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Umbo, The Roving Reporter

Umbo (Otto Umbehr), The Roving Reporter, photomontage (rephotographed), 1926 Speakers: Dr. Juliana Kreinik, Dr. Steven Zucker, Dr. Beth Harris. Created by Beth Harris and Steven Zucker.

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Video transcript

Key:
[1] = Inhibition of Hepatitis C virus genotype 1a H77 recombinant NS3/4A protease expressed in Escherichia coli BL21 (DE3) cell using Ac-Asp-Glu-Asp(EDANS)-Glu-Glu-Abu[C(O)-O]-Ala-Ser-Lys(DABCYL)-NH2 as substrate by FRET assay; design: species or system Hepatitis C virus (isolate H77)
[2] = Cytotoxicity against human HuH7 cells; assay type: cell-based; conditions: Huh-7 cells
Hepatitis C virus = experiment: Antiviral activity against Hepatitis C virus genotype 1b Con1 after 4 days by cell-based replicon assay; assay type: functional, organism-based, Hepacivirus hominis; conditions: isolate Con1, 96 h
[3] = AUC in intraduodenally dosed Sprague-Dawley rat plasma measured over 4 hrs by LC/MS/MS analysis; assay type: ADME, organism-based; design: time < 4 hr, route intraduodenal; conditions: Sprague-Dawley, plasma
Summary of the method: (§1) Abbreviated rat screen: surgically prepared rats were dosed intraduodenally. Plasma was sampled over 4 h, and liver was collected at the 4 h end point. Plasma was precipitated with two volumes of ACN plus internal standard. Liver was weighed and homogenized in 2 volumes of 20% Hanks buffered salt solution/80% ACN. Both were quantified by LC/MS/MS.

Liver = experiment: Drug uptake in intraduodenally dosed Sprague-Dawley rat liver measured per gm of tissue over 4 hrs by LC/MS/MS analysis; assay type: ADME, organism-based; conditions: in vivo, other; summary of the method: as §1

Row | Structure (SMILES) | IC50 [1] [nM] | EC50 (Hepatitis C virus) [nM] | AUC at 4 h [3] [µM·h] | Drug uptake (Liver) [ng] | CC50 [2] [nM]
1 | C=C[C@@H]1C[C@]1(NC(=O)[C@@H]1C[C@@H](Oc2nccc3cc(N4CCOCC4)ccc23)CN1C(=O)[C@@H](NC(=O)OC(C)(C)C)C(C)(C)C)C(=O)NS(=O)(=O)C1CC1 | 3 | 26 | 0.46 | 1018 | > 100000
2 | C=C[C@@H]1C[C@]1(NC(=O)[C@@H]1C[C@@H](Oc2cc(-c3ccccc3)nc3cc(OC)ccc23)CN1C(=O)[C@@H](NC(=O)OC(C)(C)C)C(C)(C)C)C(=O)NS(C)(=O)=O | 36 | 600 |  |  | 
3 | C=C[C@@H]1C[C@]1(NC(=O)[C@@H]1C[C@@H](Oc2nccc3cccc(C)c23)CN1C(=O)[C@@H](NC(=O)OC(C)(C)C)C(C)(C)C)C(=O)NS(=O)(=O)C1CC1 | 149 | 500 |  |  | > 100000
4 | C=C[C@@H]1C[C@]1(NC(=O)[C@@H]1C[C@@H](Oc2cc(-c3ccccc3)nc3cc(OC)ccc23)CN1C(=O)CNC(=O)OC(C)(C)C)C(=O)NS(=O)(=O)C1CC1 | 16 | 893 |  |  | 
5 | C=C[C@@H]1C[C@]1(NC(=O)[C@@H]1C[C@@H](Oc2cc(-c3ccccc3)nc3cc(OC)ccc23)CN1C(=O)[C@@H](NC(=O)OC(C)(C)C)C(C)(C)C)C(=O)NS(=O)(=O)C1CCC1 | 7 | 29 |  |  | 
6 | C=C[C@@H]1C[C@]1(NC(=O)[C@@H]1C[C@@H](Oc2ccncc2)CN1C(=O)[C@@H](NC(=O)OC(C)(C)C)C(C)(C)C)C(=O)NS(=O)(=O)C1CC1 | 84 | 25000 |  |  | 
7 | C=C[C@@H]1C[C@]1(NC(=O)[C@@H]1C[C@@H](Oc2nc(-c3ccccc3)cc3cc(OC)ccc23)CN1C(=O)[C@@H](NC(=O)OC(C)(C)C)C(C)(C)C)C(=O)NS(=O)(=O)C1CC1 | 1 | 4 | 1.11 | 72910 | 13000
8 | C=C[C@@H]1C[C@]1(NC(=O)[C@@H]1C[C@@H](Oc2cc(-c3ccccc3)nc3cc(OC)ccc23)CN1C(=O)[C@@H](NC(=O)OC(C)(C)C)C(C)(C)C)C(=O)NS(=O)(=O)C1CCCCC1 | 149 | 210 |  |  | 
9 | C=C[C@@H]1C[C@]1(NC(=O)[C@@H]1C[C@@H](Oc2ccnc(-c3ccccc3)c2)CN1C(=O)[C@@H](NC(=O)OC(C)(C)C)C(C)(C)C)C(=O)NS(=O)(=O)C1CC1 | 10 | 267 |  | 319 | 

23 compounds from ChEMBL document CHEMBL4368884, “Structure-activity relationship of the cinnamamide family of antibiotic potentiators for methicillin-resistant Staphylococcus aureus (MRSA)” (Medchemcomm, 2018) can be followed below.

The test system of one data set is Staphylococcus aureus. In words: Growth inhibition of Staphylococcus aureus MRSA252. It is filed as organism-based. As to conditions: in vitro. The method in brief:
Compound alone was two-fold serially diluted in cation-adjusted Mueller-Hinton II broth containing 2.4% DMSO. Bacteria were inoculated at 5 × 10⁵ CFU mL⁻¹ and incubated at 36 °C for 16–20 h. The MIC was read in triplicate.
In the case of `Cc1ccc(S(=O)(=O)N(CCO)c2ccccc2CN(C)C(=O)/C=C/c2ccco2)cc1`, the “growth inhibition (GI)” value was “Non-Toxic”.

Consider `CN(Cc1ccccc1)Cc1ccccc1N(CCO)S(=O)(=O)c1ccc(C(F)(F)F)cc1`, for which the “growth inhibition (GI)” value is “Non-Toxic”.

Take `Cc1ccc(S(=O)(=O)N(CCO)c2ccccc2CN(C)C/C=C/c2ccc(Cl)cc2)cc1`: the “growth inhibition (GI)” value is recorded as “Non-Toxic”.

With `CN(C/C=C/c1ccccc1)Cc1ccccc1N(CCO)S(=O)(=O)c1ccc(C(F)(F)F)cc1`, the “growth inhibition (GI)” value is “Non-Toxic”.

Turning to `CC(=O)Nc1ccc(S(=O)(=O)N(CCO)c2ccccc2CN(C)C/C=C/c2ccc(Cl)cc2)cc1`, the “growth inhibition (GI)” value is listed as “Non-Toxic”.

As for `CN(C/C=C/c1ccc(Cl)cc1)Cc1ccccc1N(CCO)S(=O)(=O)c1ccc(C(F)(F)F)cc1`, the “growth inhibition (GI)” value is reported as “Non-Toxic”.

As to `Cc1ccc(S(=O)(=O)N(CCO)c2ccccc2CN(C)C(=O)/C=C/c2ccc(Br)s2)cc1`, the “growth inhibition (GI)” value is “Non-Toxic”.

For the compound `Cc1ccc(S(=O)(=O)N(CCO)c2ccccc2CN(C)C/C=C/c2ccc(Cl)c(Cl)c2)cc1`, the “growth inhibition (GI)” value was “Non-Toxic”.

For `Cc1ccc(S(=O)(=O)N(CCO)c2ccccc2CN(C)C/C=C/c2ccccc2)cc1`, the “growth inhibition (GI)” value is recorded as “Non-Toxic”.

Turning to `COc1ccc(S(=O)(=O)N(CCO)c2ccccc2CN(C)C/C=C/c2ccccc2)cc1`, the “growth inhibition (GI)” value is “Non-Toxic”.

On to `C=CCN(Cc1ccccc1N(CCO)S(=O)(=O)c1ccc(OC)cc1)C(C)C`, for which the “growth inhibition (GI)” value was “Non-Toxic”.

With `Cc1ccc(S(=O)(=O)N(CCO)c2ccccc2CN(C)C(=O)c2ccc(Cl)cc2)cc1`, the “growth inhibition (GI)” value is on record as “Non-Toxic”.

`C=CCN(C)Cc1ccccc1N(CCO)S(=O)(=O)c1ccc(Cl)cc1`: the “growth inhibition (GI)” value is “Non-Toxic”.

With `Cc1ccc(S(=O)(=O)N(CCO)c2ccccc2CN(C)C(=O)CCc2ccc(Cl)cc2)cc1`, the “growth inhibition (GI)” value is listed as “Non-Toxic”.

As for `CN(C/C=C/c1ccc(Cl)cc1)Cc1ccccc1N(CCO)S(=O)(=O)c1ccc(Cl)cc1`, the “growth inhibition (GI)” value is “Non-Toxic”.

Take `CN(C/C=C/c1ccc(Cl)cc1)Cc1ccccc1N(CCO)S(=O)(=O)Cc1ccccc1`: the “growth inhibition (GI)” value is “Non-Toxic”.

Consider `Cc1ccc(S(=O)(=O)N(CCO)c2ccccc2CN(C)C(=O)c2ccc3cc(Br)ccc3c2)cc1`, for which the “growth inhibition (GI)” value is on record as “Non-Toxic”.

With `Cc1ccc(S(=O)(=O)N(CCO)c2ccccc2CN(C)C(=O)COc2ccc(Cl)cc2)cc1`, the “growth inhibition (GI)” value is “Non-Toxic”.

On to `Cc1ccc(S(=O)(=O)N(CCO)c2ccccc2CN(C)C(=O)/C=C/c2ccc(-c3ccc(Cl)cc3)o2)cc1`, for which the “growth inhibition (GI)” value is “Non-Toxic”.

(music) ("In The Sky With Diamonds" by Scalding Lucy) Steven: This is Steven Zucker. Beth: Beth Harris, introducing Julie Kreinik. Julie's here for the first time joining us in Smarthistory and we're going to talk about this really cool photograph that I really love. Can you tell us what it is? Julie: It's actually a photomontage and the title is "The Roving or Frantic Reporter". Beth: And this is portrait of a specific person, right? Julie: It is a portrait of a Czech journalist. The portrait's from 1926 and is of a man named Egon Erwin Kisch. Steven: And he was an actual reporter. Julie: He's was an actual reporter, an actual journalist who was roving around mostly in Germany and in big cities like Berlin. The photomontage is by this amazing German artist, Otto Umbehr, who went by the name "Umbo". Beth: So what's so amazing about Umbehr? Steven: Look at this, it's fantastic! (laughs) Julie: We're going to call him Umbo because that's the fly name that he chose, so he just went by Umbo. Umbo created this photomontage and really it relates both directly to the kind of journalist that Kisch was and that he was roving around and he was frantically seeking new information. It also relates to this idea that we're totally informed by the technologies of our own era. I think it's just fascinating to look at all these modern technologies that create this journalist, that make up him. Steven: And in a sense, make up the culture at this moment. Julie: Absolutely. Beth: And really kind of dominated the way people were interacting with the world, just like we are so involved with the internet and chatting and IM ... (crosstalk). Steven: But the word you used a moment ago, dominating, is perfect because this is a giant who's striving over the city. Julie: He is. He's dominating the landscape completely. And he sees everything. Beth: He does, like God. Julie: Well, he has all of these sort of, they're enhanced appendages and sensory abilities, so you can see the camera lens makes up his right eye and he has the phonograph speaker as his ear. He hears better than anyone else. Beth: And he moves better. Julie: His leg is a car and a plane. Beth: He's ready to move. Steven: It's so interesting because in the '20s is really when popular comic figures were with sort of expanded powers, right? Beth: Mm-hmm, superheroes. Steven: Superheroes were really being developed - Julia: Is that true? Does that date from the '20s? Steven: Absolutely. Beth: Like a superhero journalist (laughs). It reminds of walking texting now with your phone because he's actually typing as he's trying to get over the mountains and the crowd below. Julie: Of course at the time, the typewriter is to them what Blackberry is to us. That's what I found. It's that thing that speeds up commuications. Steven: That's really interesting because now of course, in a popular press, there's all these fears about people spending too much time on their Blackberries, too much time on their computers, and I mean this is very true. Beth: And multi-tasking - (crosstalk) Steven: So this is also I think and expression of those fears . Julie: It's kind of a monstrous figure with this technology and I think it's also like he's heroic and that he's huge and enormous and he has all these enhanced sensory abilities like a super hero, got super powers, but he's also really a menacing. Beth: Yeah. Steven: No question. Beth: Stomp on the crowd below and shove them. Julia: Yes, he's going to crush them with of his abilities there. Beth: This also really reminds me of images of people after World War I with prosthesis. Julie: Yes. Steven: So the deformation of the body. Beth: Yeah, like the people, the veterans coming back and images by George Gross, the wounded war veterans. (crosstalk) Julie: The Krieg's cripple is there were the war cripple and that was just this huge symbolic and literal figure that came into the German, and many landscapes, but especially all across Germany, there were 4 million new wounded war veterans that were all of sudden - Julie: Not all of them had prosthetic limbs, but a huge proportion of them did. The technologies of the war totally changed the way people relate to their own bodies and the way that they relate to other people's bodies. This really isn't a good association because Germany lost the war, so they're not looked on as heroic figures, they're the veterans who lost, they lost their limbs. Beth: It's a reminder to show their humiliation. Julie: Yeah. Steven: But that's been reversed here because even though there's a menace and there's a negative aspect to some extent, there's also real promise here and sense of power. The parts of his face that are not obscured are still really quite handsome and there's a very positive aspect here as well. Julie: I think he's dashing. Beth: He is dashing with a cigarette - Beth: Very suave. Julie: Kind of glamorous. Steven: So it's a kind of retrieval of the promise of technology then in some way. Julie: Sort of trying to reclaim technology as something that offers promise, optimism, hope and things that help progress. Beth: Progress. Julie: Exactly, modern culture, progress. Steven: This was a pretty desperate moment in German economic history. Julie: It's actually interestingly, a few years after desperation, things are better in Germany ... Beth: Slightly better. Julie: ... Slightly better in 1926, I mean a lot better than they were in 1920. Through the early '20s, things were still in recovery, but by the mid '20s, things were getting better and I think in large part due to things like industrial - Beth: I'm wondering if people looking at this and seeing the camera by his eye, would have thought of those images of gas masks during the war. Steven: Yeah, that's a pretty dense layer of associations here, it's pretty extraordinary. How was this kind of imagery received in the '20s? Julie: I think it had different audiences. I think artists that looked at it that were interested in seeing new kinds of image making, new vision photography, received it really well. This is also on the cover of a book. That was sort of a collection of Kirsch's journalistic pieces. It was reproduced many, many times. That's also kind of relating to the idea of modern technology and reproduction, so the images reproduce, it's rephotographed, Beth: Made from photographs. Julie: Made from photographs, pieced together, kind of their variety of echoes. For me one of the really interesting things is the idea of the speed ad technology everything kind of coming together. The journalist is exploring things and looking all around him, it's almost like he can see everything at once and technology is what's enabling him to do that. I think that idea that technology enables us to do more and better and faster - Beth: Which we still have. Julie: Exactly. I think it was exciting then and I think it was exciting - Beth: Technology can solve our problems. Steven: But I think also the reinsertion of the power of the journalist is probably a really important issue at this moment. Especially if we get the sense that the journalist has some integrity. It's not a part of a larger machine of propaganda. Beth: Right. Steven: It has some objectivity. Beth: Right, which is also of course going to disappear in Nazi Germany. Steven: Very quickly. Julie: By the end of the 1920s and early 1930s things are looking vastly different. But '26 is a good year. The economy's looking up, things aren't quite looking bad yet. There's this moment of progress and technology is just integral to that. It's integral to his body. Steven: It's fascinating. Terrific. Thanks. (music) ("In The Sky With Diamonds" by Scalding Lucy)